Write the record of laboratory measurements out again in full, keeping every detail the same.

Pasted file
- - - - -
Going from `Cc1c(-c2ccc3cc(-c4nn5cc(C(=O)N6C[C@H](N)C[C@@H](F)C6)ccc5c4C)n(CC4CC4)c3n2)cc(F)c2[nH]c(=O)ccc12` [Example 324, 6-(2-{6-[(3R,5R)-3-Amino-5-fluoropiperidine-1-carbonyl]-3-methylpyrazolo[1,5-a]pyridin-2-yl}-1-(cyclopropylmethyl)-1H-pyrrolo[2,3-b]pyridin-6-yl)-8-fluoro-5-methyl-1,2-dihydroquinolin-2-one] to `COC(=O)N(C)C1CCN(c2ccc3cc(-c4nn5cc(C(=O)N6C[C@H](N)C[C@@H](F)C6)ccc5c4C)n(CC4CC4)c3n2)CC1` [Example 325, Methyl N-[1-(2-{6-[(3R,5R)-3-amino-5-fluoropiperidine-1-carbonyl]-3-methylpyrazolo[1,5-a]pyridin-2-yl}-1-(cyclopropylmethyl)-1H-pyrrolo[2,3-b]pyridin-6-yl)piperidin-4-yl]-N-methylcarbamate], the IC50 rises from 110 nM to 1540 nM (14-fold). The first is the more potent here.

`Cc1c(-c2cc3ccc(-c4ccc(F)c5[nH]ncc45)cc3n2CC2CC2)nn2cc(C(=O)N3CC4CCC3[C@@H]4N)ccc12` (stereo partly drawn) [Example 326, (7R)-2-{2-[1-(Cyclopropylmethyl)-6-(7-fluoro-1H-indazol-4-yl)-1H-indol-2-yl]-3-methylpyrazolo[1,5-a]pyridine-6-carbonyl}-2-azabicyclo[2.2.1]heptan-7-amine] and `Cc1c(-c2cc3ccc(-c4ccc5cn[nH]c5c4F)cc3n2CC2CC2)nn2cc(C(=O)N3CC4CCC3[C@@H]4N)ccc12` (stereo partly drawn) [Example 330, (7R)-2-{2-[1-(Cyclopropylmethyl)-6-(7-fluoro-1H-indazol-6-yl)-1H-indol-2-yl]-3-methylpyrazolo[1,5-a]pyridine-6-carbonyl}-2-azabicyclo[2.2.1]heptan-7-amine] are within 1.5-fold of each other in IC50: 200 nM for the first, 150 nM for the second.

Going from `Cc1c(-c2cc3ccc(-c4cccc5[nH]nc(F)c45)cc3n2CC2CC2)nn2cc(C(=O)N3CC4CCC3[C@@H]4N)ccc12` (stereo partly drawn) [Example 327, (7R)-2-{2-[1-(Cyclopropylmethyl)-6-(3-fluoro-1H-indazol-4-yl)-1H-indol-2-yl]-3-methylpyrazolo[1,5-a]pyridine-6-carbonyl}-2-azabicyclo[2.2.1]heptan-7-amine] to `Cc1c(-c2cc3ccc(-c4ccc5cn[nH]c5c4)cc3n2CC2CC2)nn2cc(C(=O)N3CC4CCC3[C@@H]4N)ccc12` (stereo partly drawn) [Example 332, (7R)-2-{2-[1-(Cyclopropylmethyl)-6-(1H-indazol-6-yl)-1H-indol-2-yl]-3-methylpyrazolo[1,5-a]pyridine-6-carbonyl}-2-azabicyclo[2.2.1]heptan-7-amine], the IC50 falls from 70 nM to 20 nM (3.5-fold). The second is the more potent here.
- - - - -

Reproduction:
Going from `Cc1c(-c2ccc3cc(-c4nn5cc(C(=O)N6C[C@H](N)C[C@@H](F)C6)ccc5c4C)n(CC4CC4)c3n2)cc(F)c2[nH]c(=O)ccc12` [Example 324, 6-(2-{6-[(3R,5R)-3-Amino-5-fluoropiperidine-1-carbonyl]-3-methylpyrazolo[1,5-a]pyridin-2-yl}-1-(cyclopropylmethyl)-1H-pyrrolo[2,3-b]pyridin-6-yl)-8-fluoro-5-methyl-1,2-dihydroquinolin-2-one] to `COC(=O)N(C)C1CCN(c2ccc3cc(-c4nn5cc(C(=O)N6C[C@H](N)C[C@@H](F)C6)ccc5c4C)n(CC4CC4)c3n2)CC1` [Example 325, Methyl N-[1-(2-{6-[(3R,5R)-3-amino-5-fluoropiperidine-1-carbonyl]-3-methylpyrazolo[1,5-a]pyridin-2-yl}-1-(cyclopropylmethyl)-1H-pyrrolo[2,3-b]pyridin-6-yl)piperidin-4-yl]-N-methylcarbamate], the IC50 rises from 110 nM to 1540 nM (14-fold). The first is the more potent here.

`Cc1c(-c2cc3ccc(-c4ccc(F)c5[nH]ncc45)cc3n2CC2CC2)nn2cc(C(=O)N3CC4CCC3[C@@H]4N)ccc12` (stereo partly drawn) [Example 326, (7R)-2-{2-[1-(Cyclopropylmethyl)-6-(7-fluoro-1H-indazol-4-yl)-1H-indol-2-yl]-3-methylpyrazolo[1,5-a]pyridine-6-carbonyl}-2-azabicyclo[2.2.1]heptan-7-amine] and `Cc1c(-c2cc3ccc(-c4ccc5cn[nH]c5c4F)cc3n2CC2CC2)nn2cc(C(=O)N3CC4CCC3[C@@H]4N)ccc12` (stereo partly drawn) [Example 330, (7R)-2-{2-[1-(Cyclopropylmethyl)-6-(7-fluoro-1H-indazol-6-yl)-1H-indol-2-yl]-3-methylpyrazolo[1,5-a]pyridine-6-carbonyl}-2-azabicyclo[2.2.1]heptan-7-amine] are within 1.5-fold of each other in IC50: 200 nM for the first, 150 nM for the second.

Going from `Cc1c(-c2cc3ccc(-c4cccc5[nH]nc(F)c45)cc3n2CC2CC2)nn2cc(C(=O)N3CC4CCC3[C@@H]4N)ccc12` (stereo partly drawn) [Example 327, (7R)-2-{2-[1-(Cyclopropylmethyl)-6-(3-fluoro-1H-indazol-4-yl)-1H-indol-2-yl]-3-methylpyrazolo[1,5-a]pyridine-6-carbonyl}-2-azabicyclo[2.2.1]heptan-7-amine] to `Cc1c(-c2cc3ccc(-c4ccc5cn[nH]c5c4)cc3n2CC2CC2)nn2cc(C(=O)N3CC4CCC3[C@@H]4N)ccc12` (stereo partly drawn) [Example 332, (7R)-2-{2-[1-(Cyclopropylmethyl)-6-(1H-indazol-6-yl)-1H-indol-2-yl]-3-methylpyrazolo[1,5-a]pyridine-6-carbonyl}-2-azabicyclo[2.2.1]heptan-7-amine], the IC50 falls from 70 nM to 20 nM (3.5-fold). The second is the more potent here.